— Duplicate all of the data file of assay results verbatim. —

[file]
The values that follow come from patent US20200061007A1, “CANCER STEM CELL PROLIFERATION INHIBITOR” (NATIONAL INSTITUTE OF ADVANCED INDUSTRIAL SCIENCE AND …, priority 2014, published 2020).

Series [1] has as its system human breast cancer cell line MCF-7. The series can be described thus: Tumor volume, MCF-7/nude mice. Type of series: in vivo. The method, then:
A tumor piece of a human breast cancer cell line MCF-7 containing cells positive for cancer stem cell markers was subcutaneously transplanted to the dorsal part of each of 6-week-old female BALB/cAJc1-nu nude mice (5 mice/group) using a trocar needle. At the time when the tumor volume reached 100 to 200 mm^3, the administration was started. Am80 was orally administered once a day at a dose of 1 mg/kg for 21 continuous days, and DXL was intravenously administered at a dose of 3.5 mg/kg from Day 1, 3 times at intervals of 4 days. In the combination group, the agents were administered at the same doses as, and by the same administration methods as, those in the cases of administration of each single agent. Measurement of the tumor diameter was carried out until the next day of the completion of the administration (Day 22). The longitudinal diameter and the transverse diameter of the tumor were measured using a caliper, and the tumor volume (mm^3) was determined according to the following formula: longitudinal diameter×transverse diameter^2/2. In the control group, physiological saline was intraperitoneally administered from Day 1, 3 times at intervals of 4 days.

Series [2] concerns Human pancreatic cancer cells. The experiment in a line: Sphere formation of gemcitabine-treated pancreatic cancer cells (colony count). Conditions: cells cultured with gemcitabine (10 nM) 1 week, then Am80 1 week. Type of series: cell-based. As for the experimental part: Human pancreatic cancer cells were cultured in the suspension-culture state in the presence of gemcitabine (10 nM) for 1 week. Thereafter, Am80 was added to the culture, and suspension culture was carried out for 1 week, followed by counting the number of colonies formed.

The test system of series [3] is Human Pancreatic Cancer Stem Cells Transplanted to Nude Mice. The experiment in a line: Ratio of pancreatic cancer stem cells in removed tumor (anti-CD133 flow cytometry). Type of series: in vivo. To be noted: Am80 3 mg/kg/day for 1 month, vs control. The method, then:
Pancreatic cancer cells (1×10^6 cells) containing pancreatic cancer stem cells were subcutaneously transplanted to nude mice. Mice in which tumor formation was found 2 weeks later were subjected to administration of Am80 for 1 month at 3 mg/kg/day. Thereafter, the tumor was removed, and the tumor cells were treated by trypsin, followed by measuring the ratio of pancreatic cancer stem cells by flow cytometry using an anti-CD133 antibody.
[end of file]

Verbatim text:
The values that follow come from patent US20200061007A1, “CANCER STEM CELL PROLIFERATION INHIBITOR” (NATIONAL INSTITUTE OF ADVANCED INDUSTRIAL SCIENCE AND …, priority 2014, published 2020).

Series [1] has as its system human breast cancer cell line MCF-7. The series can be described thus: Tumor volume, MCF-7/nude mice. Type of series: in vivo. The method, then:
A tumor piece of a human breast cancer cell line MCF-7 containing cells positive for cancer stem cell markers was subcutaneously transplanted to the dorsal part of each of 6-week-old female BALB/cAJc1-nu nude mice (5 mice/group) using a trocar needle. At the time when the tumor volume reached 100 to 200 mm^3, the administration was started. Am80 was orally administered once a day at a dose of 1 mg/kg for 21 continuous days, and DXL was intravenously administered at a dose of 3.5 mg/kg from Day 1, 3 times at intervals of 4 days. In the combination group, the agents were administered at the same doses as, and by the same administration methods as, those in the cases of administration of each single agent. Measurement of the tumor diameter was carried out until the next day of the completion of the administration (Day 22). The longitudinal diameter and the transverse diameter of the tumor were measured using a caliper, and the tumor volume (mm^3) was determined according to the following formula: longitudinal diameter×transverse diameter^2/2. In the control group, physiological saline was intraperitoneally administered from Day 1, 3 times at intervals of 4 days.

Series [2] concerns Human pancreatic cancer cells. The experiment in a line: Sphere formation of gemcitabine-treated pancreatic cancer cells (colony count). Conditions: cells cultured with gemcitabine (10 nM) 1 week, then Am80 1 week. Type of series: cell-based. As for the experimental part: Human pancreatic cancer cells were cultured in the suspension-culture state in the presence of gemcitabine (10 nM) for 1 week. Thereafter, Am80 was added to the culture, and suspension culture was carried out for 1 week, followed by counting the number of colonies formed.

The test system of series [3] is Human Pancreatic Cancer Stem Cells Transplanted to Nude Mice. The experiment in a line: Ratio of pancreatic cancer stem cells in removed tumor (anti-CD133 flow cytometry). Type of series: in vivo. To be noted: Am80 3 mg/kg/day for 1 month, vs control. The method, then:
Pancreatic cancer cells (1×10^6 cells) containing pancreatic cancer stem cells were subcutaneously transplanted to nude mice. Mice in which tumor formation was found 2 weeks later were subjected to administration of Am80 for 1 month at 3 mg/kg/day. Thereafter, the tumor was removed, and the tumor cells were treated by trypsin, followed by measuring the ratio of pancreatic cancer stem cells by flow cytometry using an anti-CD133 antibody.